Occasionally a campus department will take on a project where an outside company will need to send an email to SNC people. Sometimes that email is going to only students, sometimes it's directed at employees, and other times it's directed at all of us. When this happens, the vendor often asks you to have your IT department whitelist their email servers to insure their email does not get filtered as spam. We don't whitelist such servers. So let's talk about why a whitelist is requested in the first place and how it works.
Who controls our Inbox?
The first thing to understand is that as email users, we have great control over what lands in our Inbox and of course great control over what we actually read. Therefore, no level of whitelisting can guarantee that an email ends up in a person's Inbox, much less that the person will read it.
The best way to make sure an email is not marked as spam is to send email that doesn't look like spam. It's imperative that any vendor who sends email as part of their services to the college also understands this. And if they do understand it and their email doesn't look like spam, then there's really no need for whitelisting.
We've seen situations in the past where a student did not receive an email, even though we whitelisted the sending email server. Again, this is because the user has significant control over their Inbox. Google doesn't disclose their Gmail spam filtering algorithms, but it's reasonable to assume that even when we whitelist a server, we still don't want an email message to get through if the recipient doesn't want it.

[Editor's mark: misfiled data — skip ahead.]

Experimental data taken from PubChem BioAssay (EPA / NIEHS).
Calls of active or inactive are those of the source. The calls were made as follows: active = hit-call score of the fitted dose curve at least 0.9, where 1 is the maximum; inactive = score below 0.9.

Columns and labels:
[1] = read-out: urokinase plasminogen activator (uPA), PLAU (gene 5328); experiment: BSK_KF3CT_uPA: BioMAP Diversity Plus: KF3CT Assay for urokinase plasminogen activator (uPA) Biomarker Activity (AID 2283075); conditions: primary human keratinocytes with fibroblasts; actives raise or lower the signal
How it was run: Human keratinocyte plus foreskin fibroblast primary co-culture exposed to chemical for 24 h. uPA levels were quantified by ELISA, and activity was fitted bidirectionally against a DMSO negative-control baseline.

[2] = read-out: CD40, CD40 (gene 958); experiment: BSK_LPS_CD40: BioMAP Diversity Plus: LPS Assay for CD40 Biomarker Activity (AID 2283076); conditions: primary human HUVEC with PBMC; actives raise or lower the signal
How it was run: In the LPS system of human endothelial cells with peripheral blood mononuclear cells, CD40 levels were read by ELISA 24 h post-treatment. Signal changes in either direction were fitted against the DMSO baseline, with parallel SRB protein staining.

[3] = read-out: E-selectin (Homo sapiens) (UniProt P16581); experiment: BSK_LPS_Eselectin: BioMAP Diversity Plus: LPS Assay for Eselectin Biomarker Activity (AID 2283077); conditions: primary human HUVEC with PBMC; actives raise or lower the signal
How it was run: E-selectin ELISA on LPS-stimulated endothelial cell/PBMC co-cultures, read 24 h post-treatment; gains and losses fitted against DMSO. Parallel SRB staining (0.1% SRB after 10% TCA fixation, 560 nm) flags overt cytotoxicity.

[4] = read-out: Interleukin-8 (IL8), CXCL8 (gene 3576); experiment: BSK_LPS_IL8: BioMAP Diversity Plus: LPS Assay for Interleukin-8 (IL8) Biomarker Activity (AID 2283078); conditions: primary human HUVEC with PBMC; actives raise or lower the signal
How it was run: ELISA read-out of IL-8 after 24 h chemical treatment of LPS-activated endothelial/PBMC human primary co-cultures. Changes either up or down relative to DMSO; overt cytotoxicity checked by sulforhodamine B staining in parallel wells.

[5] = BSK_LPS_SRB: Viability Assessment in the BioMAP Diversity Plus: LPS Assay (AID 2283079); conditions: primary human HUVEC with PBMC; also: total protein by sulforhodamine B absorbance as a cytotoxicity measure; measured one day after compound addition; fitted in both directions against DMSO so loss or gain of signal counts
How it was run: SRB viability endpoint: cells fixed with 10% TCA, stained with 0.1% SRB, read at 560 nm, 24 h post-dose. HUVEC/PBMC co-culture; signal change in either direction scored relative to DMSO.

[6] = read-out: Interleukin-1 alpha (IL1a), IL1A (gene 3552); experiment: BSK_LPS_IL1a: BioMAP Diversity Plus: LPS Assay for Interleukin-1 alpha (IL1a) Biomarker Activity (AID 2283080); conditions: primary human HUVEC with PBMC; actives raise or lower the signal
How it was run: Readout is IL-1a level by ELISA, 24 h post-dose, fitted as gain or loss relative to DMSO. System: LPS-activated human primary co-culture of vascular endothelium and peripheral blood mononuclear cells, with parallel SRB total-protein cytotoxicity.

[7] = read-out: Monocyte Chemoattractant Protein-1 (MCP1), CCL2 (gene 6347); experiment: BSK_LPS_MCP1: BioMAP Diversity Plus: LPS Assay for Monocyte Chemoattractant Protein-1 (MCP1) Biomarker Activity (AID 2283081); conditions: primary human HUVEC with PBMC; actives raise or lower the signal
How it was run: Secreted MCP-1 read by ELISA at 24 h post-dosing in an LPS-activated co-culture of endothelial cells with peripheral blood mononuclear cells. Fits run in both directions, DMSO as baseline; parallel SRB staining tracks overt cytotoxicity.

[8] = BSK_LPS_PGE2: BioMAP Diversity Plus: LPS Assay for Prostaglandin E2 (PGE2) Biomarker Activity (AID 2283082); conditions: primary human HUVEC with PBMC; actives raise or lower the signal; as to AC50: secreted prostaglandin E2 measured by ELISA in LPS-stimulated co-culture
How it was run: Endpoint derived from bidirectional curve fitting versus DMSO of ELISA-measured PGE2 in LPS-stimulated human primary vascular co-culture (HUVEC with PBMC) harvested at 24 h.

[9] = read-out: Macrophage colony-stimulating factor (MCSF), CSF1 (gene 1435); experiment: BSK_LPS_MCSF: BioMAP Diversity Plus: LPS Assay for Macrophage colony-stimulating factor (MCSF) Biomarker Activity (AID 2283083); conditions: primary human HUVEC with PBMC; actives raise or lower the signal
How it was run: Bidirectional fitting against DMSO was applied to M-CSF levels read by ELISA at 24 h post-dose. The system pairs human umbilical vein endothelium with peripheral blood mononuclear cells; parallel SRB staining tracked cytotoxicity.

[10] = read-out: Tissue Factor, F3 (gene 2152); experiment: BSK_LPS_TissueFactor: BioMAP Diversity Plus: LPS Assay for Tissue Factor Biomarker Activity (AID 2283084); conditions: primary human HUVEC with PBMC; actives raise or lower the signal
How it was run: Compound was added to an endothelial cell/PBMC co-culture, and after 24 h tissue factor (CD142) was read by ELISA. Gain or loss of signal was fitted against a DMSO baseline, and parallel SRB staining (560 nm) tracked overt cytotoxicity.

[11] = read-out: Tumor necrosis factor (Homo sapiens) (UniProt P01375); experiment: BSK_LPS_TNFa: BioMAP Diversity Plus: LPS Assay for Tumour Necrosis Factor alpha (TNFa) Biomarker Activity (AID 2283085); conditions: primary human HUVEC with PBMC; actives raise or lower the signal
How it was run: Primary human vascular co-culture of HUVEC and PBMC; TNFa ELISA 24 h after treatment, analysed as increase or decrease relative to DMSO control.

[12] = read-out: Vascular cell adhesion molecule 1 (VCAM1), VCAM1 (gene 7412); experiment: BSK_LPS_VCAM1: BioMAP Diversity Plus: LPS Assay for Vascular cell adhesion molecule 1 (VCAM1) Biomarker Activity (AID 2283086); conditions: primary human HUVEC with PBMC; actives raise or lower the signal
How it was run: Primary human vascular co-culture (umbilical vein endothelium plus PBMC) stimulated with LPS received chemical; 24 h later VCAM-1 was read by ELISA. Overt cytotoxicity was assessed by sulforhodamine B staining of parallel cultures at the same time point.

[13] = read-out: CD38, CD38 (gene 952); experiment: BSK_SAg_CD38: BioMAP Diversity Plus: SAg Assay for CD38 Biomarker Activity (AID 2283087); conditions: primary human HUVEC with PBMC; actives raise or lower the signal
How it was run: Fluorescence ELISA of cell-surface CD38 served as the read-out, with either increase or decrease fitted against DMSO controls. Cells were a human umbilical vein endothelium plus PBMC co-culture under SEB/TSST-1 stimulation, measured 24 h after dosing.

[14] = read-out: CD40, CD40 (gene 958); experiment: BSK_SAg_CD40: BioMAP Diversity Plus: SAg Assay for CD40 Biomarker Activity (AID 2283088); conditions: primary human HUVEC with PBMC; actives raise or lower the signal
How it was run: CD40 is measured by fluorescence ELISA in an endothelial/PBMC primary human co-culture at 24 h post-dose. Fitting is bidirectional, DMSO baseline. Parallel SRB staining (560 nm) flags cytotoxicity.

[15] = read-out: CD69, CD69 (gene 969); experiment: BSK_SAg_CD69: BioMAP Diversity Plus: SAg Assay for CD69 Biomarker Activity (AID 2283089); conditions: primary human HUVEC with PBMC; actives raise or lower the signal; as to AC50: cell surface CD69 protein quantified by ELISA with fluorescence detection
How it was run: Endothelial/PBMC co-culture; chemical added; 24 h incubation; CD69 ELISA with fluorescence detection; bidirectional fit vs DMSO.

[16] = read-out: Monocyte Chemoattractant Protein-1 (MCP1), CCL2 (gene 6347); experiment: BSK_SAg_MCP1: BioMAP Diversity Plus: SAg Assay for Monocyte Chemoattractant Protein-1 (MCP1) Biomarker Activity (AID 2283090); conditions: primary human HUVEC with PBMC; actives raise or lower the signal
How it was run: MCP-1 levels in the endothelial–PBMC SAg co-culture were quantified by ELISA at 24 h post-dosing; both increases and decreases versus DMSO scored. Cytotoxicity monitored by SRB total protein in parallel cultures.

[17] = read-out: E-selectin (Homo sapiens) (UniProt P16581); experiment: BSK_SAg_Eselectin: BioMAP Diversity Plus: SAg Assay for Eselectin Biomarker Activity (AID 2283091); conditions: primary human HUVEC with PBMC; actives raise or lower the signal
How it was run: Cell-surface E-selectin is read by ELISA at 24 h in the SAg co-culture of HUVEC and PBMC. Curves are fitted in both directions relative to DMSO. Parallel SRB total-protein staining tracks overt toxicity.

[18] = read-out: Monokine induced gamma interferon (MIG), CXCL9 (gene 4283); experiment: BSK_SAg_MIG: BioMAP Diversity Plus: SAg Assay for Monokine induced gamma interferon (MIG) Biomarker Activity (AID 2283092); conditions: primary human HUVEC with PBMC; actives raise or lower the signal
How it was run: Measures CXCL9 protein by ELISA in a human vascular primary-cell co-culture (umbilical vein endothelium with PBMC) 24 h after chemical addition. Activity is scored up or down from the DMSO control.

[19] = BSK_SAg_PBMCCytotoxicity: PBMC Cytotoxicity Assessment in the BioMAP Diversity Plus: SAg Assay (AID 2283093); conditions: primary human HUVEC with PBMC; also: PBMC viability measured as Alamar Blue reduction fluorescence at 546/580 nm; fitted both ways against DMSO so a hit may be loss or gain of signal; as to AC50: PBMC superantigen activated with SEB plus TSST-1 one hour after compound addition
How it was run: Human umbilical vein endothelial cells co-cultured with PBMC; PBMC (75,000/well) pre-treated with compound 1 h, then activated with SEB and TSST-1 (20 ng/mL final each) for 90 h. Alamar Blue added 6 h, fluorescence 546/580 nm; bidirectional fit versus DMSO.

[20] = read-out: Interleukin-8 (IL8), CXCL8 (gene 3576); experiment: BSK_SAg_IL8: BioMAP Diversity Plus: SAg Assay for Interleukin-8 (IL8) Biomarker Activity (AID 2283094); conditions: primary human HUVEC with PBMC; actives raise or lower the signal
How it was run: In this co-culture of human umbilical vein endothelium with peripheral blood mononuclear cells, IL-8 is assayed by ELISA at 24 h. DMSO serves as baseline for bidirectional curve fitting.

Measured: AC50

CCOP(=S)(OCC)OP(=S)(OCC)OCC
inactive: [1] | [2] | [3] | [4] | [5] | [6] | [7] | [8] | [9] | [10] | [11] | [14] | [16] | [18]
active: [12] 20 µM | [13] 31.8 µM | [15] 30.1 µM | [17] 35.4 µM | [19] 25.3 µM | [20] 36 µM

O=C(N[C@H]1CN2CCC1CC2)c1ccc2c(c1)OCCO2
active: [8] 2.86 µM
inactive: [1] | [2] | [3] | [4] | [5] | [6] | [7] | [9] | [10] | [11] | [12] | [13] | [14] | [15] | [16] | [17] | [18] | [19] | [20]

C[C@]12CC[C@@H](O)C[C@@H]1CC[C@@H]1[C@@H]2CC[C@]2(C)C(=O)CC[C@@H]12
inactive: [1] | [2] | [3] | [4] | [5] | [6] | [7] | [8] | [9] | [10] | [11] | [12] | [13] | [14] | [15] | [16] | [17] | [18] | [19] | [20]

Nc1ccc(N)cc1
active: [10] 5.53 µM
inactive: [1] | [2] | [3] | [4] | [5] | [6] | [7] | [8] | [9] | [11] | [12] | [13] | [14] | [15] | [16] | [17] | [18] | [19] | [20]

As an example, if a user chooses not to receive emails about surveys, they might consistently mark all such emails as spam, which of course causes future survey emails to go directly into their spam folder. Then, if you (or a vendor) send them an email with a survey, you should expect that the email will go to that user's spam folder, whether we whitelist the server or not (especially if the user has setup their own filters). After all, if a survey email lands in a recipient's Inbox and they dislike survey emails, they won't be very happy about it, and they certainly won't read it.
So, let's be clear: whitelisting an email server is only needed when you think your incoming email would normally be flagged as spam. Whitelisting is also seen as an attempt to force an email through even when a recipient doesn't want it. And even then, it's certainly no guarantee that all of your recipients will read your message.